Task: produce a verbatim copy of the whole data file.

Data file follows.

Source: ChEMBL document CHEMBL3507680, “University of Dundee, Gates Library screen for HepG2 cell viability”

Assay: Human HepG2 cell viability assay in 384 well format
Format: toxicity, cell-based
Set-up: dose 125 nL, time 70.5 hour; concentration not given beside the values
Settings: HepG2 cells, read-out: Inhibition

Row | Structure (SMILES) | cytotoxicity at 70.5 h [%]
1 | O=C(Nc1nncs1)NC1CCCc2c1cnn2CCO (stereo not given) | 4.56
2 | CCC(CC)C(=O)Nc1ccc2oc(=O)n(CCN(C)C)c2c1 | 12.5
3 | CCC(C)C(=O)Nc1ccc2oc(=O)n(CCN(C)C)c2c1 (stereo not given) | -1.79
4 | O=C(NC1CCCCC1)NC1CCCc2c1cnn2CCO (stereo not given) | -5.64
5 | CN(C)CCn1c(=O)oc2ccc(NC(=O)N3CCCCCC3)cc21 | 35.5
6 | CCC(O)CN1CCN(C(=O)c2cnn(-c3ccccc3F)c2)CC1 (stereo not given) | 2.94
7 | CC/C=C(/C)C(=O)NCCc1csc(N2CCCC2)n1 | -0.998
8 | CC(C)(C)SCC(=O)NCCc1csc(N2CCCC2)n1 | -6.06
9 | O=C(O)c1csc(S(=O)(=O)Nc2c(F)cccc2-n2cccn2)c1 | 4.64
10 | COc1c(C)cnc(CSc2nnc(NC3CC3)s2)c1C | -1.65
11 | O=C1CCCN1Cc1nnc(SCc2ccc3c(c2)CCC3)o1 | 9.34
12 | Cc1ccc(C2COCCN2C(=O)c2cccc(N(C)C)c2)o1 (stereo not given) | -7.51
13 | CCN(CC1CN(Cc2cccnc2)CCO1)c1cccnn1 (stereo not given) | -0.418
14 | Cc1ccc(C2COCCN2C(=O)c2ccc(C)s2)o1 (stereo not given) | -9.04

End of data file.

Source: ChEMBL document CHEMBL3507680, “University of Dundee, Gates Library screen for HepG2 cell viability”

Assay: Human HepG2 cell viability assay in 384 well format
Format: toxicity, cell-based
Set-up: dose 125 nL, time 70.5 hour; concentration not given beside the values
Settings: HepG2 cells, read-out: Inhibition

Row | Structure (SMILES) | cytotoxicity at 70.5 h [%]
1 | O=C(Nc1nncs1)NC1CCCc2c1cnn2CCO (stereo not given) | 4.56
2 | CCC(CC)C(=O)Nc1ccc2oc(=O)n(CCN(C)C)c2c1 | 12.5
3 | CCC(C)C(=O)Nc1ccc2oc(=O)n(CCN(C)C)c2c1 (stereo not given) | -1.79
4 | O=C(NC1CCCCC1)NC1CCCc2c1cnn2CCO (stereo not given) | -5.64
5 | CN(C)CCn1c(=O)oc2ccc(NC(=O)N3CCCCCC3)cc21 | 35.5
6 | CCC(O)CN1CCN(C(=O)c2cnn(-c3ccccc3F)c2)CC1 (stereo not given) | 2.94
7 | CC/C=C(/C)C(=O)NCCc1csc(N2CCCC2)n1 | -0.998
8 | CC(C)(C)SCC(=O)NCCc1csc(N2CCCC2)n1 | -6.06
9 | O=C(O)c1csc(S(=O)(=O)Nc2c(F)cccc2-n2cccn2)c1 | 4.64
10 | COc1c(C)cnc(CSc2nnc(NC3CC3)s2)c1C | -1.65
11 | O=C1CCCN1Cc1nnc(SCc2ccc3c(c2)CCC3)o1 | 9.34
12 | Cc1ccc(C2COCCN2C(=O)c2cccc(N(C)C)c2)o1 (stereo not given) | -7.51
13 | CCN(CC1CN(Cc2cccnc2)CCO1)c1cccnn1 (stereo not given) | -0.418
14 | Cc1ccc(C2COCCN2C(=O)c2ccc(C)s2)o1 (stereo not given) | -9.04